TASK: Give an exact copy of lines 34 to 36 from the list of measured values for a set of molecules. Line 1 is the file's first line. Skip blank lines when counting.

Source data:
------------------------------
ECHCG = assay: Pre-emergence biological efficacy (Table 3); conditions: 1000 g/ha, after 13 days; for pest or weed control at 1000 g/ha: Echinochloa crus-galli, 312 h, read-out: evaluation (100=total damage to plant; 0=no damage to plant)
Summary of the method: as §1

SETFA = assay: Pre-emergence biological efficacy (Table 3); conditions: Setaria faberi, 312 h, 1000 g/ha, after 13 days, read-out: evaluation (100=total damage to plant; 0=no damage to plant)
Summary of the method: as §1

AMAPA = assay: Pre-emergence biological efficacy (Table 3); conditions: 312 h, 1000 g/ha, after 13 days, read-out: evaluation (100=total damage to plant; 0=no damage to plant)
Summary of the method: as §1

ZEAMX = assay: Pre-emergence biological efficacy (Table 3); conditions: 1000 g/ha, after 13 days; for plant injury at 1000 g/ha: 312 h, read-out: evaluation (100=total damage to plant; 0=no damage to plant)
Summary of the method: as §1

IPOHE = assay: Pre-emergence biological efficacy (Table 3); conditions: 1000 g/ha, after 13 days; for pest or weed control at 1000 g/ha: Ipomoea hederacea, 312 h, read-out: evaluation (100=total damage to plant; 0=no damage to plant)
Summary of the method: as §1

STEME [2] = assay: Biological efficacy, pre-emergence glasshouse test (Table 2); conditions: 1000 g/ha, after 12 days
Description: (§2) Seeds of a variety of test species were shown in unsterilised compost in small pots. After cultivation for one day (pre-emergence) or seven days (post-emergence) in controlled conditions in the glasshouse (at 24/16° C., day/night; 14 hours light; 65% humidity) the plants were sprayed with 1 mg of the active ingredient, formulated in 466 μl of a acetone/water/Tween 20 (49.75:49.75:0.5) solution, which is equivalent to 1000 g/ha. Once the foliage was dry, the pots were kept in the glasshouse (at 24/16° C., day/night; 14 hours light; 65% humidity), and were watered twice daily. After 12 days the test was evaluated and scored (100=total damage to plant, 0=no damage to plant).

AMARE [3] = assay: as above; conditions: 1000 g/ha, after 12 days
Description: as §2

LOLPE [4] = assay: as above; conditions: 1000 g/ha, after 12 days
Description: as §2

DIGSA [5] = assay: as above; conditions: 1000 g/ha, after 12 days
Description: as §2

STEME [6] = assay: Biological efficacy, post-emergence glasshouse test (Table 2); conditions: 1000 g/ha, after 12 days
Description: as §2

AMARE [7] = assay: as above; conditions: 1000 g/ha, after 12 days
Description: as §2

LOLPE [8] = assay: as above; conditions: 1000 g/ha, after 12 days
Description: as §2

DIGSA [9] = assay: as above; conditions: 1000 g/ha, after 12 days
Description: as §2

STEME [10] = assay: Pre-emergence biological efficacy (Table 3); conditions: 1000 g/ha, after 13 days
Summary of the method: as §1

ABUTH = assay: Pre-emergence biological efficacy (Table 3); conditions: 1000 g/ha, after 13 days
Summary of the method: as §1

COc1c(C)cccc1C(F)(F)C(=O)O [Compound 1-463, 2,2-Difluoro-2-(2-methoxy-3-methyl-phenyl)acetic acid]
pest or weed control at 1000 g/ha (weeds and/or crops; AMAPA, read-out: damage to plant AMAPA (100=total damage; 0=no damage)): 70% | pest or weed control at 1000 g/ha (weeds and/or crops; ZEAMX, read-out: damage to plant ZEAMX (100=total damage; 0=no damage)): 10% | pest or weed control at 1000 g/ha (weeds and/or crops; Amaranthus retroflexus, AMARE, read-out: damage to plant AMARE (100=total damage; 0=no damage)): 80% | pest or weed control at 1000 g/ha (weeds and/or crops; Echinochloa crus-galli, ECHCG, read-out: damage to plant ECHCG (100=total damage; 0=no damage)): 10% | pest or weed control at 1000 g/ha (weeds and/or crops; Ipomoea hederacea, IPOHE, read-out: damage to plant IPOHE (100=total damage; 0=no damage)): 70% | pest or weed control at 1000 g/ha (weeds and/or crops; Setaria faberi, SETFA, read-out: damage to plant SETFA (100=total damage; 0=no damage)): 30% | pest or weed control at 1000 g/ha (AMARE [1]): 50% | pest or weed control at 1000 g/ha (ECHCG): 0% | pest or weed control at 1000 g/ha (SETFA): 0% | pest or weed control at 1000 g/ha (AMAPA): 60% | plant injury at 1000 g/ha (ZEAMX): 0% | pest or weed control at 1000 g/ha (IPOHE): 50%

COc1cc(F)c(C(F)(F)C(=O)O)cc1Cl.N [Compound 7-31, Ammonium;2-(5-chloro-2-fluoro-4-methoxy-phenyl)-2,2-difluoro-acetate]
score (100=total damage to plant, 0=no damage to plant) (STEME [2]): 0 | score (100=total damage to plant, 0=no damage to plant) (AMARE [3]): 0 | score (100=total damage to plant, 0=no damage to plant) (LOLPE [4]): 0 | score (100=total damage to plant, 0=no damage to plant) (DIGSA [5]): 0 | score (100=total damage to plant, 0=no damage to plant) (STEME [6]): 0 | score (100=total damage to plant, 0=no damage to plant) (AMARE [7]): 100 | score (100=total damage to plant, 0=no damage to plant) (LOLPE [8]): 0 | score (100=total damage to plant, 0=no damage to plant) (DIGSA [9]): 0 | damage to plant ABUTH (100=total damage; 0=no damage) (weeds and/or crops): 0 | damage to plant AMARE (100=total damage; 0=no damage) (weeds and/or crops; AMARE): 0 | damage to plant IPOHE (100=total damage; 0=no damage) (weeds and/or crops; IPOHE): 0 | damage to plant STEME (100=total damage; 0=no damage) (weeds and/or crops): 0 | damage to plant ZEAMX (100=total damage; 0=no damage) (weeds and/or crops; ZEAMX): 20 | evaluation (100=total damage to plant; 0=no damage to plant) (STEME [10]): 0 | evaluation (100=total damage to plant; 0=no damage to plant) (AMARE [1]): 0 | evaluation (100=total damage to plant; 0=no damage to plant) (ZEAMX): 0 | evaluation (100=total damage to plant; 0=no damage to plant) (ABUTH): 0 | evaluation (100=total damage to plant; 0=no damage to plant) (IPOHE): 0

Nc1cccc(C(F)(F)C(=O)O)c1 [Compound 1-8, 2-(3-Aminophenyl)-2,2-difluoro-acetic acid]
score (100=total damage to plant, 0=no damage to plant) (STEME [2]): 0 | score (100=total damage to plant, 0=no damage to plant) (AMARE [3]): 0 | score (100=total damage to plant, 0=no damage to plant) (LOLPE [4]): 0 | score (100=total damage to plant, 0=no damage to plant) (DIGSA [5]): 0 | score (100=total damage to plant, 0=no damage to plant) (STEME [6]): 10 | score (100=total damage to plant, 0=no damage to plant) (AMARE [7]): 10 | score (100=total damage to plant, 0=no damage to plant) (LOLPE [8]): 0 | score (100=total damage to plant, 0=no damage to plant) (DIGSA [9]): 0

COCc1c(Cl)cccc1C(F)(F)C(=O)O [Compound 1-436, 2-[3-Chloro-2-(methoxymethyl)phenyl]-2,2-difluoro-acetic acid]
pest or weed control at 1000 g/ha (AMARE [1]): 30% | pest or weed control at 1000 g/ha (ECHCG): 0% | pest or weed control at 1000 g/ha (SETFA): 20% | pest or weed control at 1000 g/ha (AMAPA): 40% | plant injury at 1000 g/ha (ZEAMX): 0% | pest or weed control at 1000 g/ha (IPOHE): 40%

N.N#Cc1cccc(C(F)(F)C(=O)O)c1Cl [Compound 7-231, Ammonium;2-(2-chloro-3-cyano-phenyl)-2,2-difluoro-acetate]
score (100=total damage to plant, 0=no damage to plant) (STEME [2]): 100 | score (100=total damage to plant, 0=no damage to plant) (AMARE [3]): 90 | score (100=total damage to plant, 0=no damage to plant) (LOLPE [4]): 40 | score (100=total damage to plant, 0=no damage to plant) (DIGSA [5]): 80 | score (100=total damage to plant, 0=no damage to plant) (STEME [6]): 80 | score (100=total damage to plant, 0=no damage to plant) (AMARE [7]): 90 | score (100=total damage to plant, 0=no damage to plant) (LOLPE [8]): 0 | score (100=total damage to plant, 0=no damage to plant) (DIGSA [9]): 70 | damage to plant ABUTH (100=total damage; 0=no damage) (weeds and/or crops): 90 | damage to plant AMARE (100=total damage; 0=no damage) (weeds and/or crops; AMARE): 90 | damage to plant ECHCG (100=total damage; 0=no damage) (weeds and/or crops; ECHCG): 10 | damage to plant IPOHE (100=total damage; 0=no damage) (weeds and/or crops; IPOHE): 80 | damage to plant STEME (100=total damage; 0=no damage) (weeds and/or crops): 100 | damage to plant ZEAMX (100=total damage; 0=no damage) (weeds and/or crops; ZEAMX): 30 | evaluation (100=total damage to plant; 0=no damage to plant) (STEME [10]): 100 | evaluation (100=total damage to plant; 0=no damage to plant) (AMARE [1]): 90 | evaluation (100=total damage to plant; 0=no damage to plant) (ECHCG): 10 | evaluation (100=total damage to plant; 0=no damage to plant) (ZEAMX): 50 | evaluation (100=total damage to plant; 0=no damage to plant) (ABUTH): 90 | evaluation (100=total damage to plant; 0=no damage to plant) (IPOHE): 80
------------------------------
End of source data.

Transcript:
score (100=total damage to plant, 0=no damage to plant) (STEME [2]): 0 | score (100=total damage to plant, 0=no damage to plant) (AMARE [3]): 0 | score (100=total damage to plant, 0=no damage to plant) (LOLPE [4]): 0 | score (100=total damage to plant, 0=no damage to plant) (DIGSA [5]): 0 | score (100=total damage to plant, 0=no damage to plant) (STEME [6]): 0 | score (100=total damage to plant, 0=no damage to plant) (AMARE [7]): 100 | score (100=total damage to plant, 0=no damage to plant) (LOLPE [8]): 0 | score (100=total damage to plant, 0=no damage to plant) (DIGSA [9]): 0 | damage to plant ABUTH (100=total damage; 0=no damage) (weeds and/or crops): 0 | damage to plant AMARE (100=total damage; 0=no damage) (weeds and/or crops; AMARE): 0 | damage to plant IPOHE (100=total damage; 0=no damage) (weeds and/or crops; IPOHE): 0 | damage to plant STEME (100=total damage; 0=no damage) (weeds and/or crops): 0 | damage to plant ZEAMX (100=total damage; 0=no damage) (weeds and/or crops; ZEAMX): 20 | evaluation (100=total damage to plant; 0=no damage to plant) (STEME [10]): 0 | evaluation (100=total damage to plant; 0=no damage to plant) (AMARE [1]): 0 | evaluation (100=total damage to plant; 0=no damage to plant) (ZEAMX): 0 | evaluation (100=total damage to plant; 0=no damage to plant) (ABUTH): 0 | evaluation (100=total damage to plant; 0=no damage to plant) (IPOHE): 0

Nc1cccc(C(F)(F)C(=O)O)c1 [Compound 1-8, 2-(3-Aminophenyl)-2,2-difluoro-acetic acid]
score (100=total damage to plant, 0=no damage to plant) (STEME [2]): 0 | score (100=total damage to plant, 0=no damage to plant) (AMARE [3]): 0 | score (100=total damage to plant, 0=no damage to plant) (LOLPE [4]): 0 | score (100=total damage to plant, 0=no damage to plant) (DIGSA [5]): 0 | score (100=total damage to plant, 0=no damage to plant) (STEME [6]): 10 | score (100=total damage to plant, 0=no damage to plant) (AMARE [7]): 10 | score (100=total damage to plant, 0=no damage to plant) (LOLPE [8]): 0 | score (100=total damage to plant, 0=no damage to plant) (DIGSA [9]): 0